Weave your own belt on the Inkle Loom
How does a weaving loom work? The Inklette and Inkle Looms are designed to create long and very strong braids. Inkle looms are great for weaving belts, bands, leads and more. The uses of your inkle loom are varied and we answer more of your questions in out blog post: Inkle Looms: Weaving a Tapestry of History and Creativity
There seems to be some discussion on the date inkle weaving originated but, there has been inkle weaving references throughout history as far back as 1541 and was even referred to in Shakespeare’s Love’s Labour’s Lost. A table-top inkle loom was patented by Mr. Gilmore of Stockton, CA in the 1930’s but inkle looms and weaving most definitely predate this by centuries. The term “Inkle” simply means “ribbon” or “tape” and refers to any warp-faced woven good made on any type of loom, from backstrap to box-looms. Inkle weaving is commonly used for narrow work such as trims, straps and belts.
Blanca De La Sotilla, from Menorca, Islas Baleares, Spain, was kind enough to share this fabulous, fun and practical project you can weave on your Inklette or Inkle loom. A fun zebra patterned belt using Ashford 5/2 unmercerised cotton. Inkle weaving is a type of warp-faced weaving where you use your hands to manually raise and lower the warp threads that are not held in place by the string heddles.
Ashford make two size Inkle Looms, and The Good Yarn stock both. The standard Inkle Loom, which allows a warp length up to 280cm (110″) and the smaller more portable Inklette Loom, which allows a warp length up to 180cm (72″). These looms include step-by-step full colour instructional booklets showing how to assemble the loom as well as warping and weaving your first project.
This project is a great introduction to inkle weaving. It will certainly answer your question about how does a weaving loom work. Why don’t you give it a go today!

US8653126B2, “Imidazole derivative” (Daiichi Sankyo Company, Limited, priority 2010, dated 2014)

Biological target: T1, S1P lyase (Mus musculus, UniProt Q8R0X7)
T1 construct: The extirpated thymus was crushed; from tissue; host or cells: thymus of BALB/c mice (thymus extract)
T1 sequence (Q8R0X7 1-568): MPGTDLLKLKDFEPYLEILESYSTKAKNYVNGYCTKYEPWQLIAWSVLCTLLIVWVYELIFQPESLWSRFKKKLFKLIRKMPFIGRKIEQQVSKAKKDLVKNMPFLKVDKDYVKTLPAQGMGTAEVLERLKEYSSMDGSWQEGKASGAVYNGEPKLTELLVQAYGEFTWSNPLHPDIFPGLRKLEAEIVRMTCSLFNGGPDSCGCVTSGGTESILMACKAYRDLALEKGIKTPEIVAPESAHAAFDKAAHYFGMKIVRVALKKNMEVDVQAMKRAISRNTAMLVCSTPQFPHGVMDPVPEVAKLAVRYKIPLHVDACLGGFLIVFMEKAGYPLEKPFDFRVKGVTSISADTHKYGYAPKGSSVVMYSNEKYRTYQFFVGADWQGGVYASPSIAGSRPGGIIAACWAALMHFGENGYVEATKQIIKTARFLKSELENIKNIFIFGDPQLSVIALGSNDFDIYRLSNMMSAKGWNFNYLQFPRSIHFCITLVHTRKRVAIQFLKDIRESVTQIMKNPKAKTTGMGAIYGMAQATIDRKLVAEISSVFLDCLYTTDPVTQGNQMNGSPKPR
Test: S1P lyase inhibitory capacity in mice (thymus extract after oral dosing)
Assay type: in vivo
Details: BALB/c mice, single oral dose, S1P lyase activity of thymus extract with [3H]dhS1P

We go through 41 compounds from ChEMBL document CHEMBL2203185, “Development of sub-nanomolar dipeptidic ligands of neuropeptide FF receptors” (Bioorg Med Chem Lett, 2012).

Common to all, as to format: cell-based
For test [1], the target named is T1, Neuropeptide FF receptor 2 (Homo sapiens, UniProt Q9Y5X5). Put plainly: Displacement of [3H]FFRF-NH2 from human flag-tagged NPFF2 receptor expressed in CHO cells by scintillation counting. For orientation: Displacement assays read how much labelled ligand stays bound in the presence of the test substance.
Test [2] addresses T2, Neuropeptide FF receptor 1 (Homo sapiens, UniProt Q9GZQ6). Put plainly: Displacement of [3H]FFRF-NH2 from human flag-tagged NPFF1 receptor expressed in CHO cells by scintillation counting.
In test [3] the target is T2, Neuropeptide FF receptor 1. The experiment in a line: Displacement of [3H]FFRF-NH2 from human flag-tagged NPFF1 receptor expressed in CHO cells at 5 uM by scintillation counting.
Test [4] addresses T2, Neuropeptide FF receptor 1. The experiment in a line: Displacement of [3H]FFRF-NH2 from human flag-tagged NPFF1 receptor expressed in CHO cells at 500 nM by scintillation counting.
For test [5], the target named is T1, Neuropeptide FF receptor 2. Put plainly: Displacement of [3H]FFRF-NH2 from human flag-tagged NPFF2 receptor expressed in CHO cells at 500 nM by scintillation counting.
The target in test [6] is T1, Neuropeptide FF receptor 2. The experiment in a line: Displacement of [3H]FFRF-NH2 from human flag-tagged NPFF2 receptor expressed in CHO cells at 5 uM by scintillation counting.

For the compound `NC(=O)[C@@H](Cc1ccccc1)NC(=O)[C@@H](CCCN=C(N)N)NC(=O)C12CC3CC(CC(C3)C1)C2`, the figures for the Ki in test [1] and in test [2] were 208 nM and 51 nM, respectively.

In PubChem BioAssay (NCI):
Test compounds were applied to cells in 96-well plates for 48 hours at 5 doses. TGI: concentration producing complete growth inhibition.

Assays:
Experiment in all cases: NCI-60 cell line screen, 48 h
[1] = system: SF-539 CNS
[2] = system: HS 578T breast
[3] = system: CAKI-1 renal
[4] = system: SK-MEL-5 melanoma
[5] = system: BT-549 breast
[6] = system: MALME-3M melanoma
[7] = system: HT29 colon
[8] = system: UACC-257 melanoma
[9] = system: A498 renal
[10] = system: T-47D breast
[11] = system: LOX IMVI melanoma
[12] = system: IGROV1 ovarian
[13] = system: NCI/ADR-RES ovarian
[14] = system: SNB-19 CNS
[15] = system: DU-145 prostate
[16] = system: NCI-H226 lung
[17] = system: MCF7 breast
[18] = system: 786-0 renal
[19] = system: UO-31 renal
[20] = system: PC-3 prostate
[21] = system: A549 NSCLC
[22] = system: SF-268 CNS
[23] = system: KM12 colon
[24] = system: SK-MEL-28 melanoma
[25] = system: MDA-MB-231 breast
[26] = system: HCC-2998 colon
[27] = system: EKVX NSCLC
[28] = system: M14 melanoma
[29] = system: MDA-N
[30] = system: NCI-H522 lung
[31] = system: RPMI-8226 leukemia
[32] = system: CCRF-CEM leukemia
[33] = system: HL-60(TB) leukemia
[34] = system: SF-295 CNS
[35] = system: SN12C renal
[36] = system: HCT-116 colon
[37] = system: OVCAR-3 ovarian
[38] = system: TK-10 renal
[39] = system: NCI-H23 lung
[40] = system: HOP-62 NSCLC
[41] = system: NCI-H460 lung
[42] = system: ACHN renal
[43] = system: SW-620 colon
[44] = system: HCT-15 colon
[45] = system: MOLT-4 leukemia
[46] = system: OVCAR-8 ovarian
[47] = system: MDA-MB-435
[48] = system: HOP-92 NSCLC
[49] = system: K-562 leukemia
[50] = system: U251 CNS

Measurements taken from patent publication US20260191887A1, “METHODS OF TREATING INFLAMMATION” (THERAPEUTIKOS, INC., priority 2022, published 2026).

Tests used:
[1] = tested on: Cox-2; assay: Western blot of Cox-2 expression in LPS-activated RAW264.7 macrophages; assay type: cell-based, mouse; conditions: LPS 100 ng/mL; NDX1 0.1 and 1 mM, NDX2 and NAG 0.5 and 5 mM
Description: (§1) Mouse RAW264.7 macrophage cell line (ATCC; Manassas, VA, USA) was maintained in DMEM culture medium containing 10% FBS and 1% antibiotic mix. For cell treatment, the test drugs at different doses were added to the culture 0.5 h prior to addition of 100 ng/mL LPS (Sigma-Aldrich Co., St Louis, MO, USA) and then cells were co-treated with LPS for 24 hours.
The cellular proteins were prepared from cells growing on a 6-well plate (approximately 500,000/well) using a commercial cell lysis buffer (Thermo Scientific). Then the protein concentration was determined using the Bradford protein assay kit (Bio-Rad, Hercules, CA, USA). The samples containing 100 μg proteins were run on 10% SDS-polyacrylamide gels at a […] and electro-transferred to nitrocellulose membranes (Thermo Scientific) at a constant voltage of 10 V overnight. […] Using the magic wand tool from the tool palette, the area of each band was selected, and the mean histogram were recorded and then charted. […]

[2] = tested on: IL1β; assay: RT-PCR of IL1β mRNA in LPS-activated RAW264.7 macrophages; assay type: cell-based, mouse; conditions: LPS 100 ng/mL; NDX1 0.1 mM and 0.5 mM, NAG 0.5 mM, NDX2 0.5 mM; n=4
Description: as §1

You will need:
Warp yarn quantity and colour: 5/2 Unmercerised cotton black and white 145m (50gm).
Weft yarn quantity and colour: 5/2 Unmercerised cotton white 50m (50gm).
Other: 2 metal snaps and a snap fastener, 2 D-ring belt buckles
57 threads in total.
H = In heddle
N = No heddle
**Please read all the instructions before you start weaving**
Once you have warped the complete inklette, it’s time to get down to business. First of all, weave a few rows of plain weave.
This is a very simple pick-up pattern. Therefore, I have chosen to weave the highlighted sequence (pink box) but you can alternate the pattern as you wish.
As you can see in the picture, to complete the entire pattern for the full length of the strap, you have to weave the sequence inside the pink box over and over again. In this case, the sequence is being repeated alternating the picking-up threads first on the right side, then on the left side, and so on.
Here’s how to do it:
Row #1: Plain weave (white).
Next is Row #2: Plain weave (black).
Row #3: Plain weave (white).
Then Row #4: Pick-up 5 white threads and drop 5 black threads.
Row #5: Plain weave (white).
Now is Row #6: Plain weave (black).
Row #7: Plain weave (white).
Then Row #8: Plain weave (black).
Row #9: Pick-up 5 black threads and lose 5 white threads.
Finally Row #10: Plain weave (black).
Weaving trick: forget about tugging the traditional way. Firstly, to create those little curves, you can create a diagonal line with the shuttle as shown in the picture. If you like curved edges you might use the curved edge of the shuttle to create a subtle curve. You will find your own style as you weave along.
Alternate the pick-up pattern from right to left to alternate the sequence while weaving. Now, continue until you have finished the warp and weave the last rows with plain weave and weave in the ends
Take your tape measure and put it around your waist as if you were wearing an actual belt. Take into consideration a few things:
- You will need some extra strap to make the belt look nice and not too tight.
- You will need some extra fabric to secure the ends after making the cut.
For instance, I needed 109cm for my desired belt. Therefore, I cut the fabric on 112cm just so I could unweave a few rows and weave the ends properly, as pictured below.
Sewing in weft ends. Sew the weft back three or four sheds to lock it, this is sometimes easier to do with the warp under tension.
Now it’s time to add the belt buckle! After that, take one of the ends of the strap and insert it inside both D-rings. In addition, fold the strap leaving enough space so the snaps will fit in.
Attach the snaps keeping in mind these two things:
- Place the snaps’ on the fabric’s wrong side.
- There has to be some space between the snaps.
Congratulations! You have made a fabulous belt from start to finish! I hope you wear it proudly. Now, you will certainly be the toast of the town! Just remember to choose contrasting colors to make the pattern shine.